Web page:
Mina Bissell, a distinguished scientist at the Department of Energy’s Lawrence Berkeley National Laboratory (Berkeley Lab), has been selected to receive two prestigious awards for her pioneering contributions to breast cancer biology and medicine.
In recognition of her lifetime achievements, including her extraordinary insights into how a cell’s local environment impacts gene expression and tumor formation, the American Philosophical Society (APS) has chosen Bissell as the recipient of the Jonathan E. Rhoads Gold Medal for Distinguished Service to Medicine. The honor is given only once every three years.
Past recipients include celebrated and highly decorated scientists such as Nobel Prize laureate Joseph Murray, National Medal of Science winner Thomas Starzl, and French Légion d’honneur recipient Elias Zerhouni. The medal will be presented Nov. 8, at the APS’s 2019 Fall meeting in Philadelphia.
In recognition of her trailblazing career as a woman in STEM, Bissell was selected by the Weizmann Institute of Science as one of two recipients of the 2019 Weizmann Women & Science Award. She will accept the award and give a lecture at a ceremony in Israel later this year.
"I am extremely honored to be the recipient of these important awards," said Bissell, "and I look forward to thanking my colleagues in person in Philadelphia and Israel."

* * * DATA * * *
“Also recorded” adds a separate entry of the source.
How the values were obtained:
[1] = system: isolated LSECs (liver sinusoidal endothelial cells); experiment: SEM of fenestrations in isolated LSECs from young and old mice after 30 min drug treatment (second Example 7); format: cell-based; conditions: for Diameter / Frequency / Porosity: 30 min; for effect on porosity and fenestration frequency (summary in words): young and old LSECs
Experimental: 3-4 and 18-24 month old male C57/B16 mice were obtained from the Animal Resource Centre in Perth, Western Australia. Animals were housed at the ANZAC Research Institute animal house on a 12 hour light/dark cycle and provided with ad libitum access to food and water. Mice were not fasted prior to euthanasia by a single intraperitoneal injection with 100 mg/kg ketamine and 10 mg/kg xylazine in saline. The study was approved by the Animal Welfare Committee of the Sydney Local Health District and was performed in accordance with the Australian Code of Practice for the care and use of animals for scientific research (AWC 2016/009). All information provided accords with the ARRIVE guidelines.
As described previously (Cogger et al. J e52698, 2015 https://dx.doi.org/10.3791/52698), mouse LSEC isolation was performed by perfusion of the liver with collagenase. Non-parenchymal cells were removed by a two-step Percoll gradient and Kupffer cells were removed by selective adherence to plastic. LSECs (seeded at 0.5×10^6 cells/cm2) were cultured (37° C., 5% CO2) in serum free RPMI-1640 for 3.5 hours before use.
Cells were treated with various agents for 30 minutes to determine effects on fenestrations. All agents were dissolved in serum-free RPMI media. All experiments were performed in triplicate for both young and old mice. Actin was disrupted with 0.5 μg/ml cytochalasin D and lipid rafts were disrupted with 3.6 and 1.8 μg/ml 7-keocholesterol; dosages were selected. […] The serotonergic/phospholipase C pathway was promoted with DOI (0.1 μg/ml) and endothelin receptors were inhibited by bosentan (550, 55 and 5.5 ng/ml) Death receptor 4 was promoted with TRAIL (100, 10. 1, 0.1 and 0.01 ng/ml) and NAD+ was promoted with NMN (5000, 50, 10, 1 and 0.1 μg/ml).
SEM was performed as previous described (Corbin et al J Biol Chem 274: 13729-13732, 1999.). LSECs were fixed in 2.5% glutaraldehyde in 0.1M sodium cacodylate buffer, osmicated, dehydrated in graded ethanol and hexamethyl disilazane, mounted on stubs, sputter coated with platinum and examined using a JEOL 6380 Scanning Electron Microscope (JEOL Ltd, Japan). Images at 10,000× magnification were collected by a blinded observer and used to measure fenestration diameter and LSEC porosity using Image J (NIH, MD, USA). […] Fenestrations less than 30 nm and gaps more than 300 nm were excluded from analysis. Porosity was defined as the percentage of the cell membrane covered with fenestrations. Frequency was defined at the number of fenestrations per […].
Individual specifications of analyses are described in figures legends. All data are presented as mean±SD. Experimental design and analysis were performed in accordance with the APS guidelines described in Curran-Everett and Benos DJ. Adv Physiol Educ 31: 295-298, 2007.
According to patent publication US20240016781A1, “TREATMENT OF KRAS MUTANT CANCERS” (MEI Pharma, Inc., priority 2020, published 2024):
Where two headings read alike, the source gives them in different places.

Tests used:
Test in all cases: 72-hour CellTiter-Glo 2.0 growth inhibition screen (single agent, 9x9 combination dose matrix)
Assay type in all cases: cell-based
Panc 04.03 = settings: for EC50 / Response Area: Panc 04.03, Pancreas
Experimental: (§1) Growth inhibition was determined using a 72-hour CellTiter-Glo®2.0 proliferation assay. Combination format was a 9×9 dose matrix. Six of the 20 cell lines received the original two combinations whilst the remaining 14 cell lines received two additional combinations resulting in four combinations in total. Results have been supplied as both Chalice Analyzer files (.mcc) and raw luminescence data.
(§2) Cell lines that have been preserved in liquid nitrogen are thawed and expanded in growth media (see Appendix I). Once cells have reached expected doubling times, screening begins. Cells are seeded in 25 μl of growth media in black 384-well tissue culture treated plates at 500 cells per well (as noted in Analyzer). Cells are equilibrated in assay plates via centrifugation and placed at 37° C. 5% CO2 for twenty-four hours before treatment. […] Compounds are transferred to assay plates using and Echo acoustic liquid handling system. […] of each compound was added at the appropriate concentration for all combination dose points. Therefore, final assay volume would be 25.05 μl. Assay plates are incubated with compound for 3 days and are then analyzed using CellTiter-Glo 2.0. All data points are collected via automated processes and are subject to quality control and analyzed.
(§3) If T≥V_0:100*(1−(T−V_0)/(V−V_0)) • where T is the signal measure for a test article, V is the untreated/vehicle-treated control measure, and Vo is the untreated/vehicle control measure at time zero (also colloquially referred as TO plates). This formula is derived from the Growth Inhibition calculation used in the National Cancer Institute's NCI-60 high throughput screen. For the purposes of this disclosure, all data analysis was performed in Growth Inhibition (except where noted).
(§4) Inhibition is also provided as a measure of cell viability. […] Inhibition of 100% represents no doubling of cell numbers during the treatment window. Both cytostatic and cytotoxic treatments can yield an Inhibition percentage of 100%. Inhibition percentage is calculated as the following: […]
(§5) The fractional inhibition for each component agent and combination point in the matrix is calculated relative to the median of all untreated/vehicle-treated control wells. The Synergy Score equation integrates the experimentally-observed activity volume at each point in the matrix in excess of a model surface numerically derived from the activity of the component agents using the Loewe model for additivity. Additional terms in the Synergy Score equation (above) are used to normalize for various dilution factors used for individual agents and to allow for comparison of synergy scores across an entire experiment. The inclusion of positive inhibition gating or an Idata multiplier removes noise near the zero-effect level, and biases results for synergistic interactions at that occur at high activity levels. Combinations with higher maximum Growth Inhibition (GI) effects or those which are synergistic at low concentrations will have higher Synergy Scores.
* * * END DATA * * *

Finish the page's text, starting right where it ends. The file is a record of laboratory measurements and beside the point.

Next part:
Bissell came from a highly educated family and was ranked as the top high school student in her native country of Iran, which earned her a fellowship to attend college abroad. Despite her father’s urging that she go to Cambridge or Oxford universities in England - he told her that America was a young country and did not yet know how to educate women - she chose to study at Radcliffe College, a women’s institution that was the sister school to formerly all-male Harvard College.
After completing a chemistry degree, she was one of only three women admitted to Harvard Medical School, alongside 200 men. Despite social pressure to put her higher learning on hold when she had her first child, Bissell continued her studies and continued to excel. She earned a Ph.D. in Microbiology and Molecular Genetics in 1969 and then joined a cancer cell biology lab at UC Berkeley. In 1972, she was hired as a staff biochemist at Berkeley Lab and given the opportunity to lead her own team.
Her subsequent research challenged existing dogma by showing that malignant cells behave much differently in a culture than they do in a body. Bissell’s "Dynamic Reciprocity" model asserts that the support molecules within tissues communicate directly with local cells, thus altering gene expression. Though it faced considerable initial skepticism, her model has amassed impressive supporting evidence in the 40 years since it was first proposed, and has led to an ever-growing number of advances in the understanding and treatment of cancer.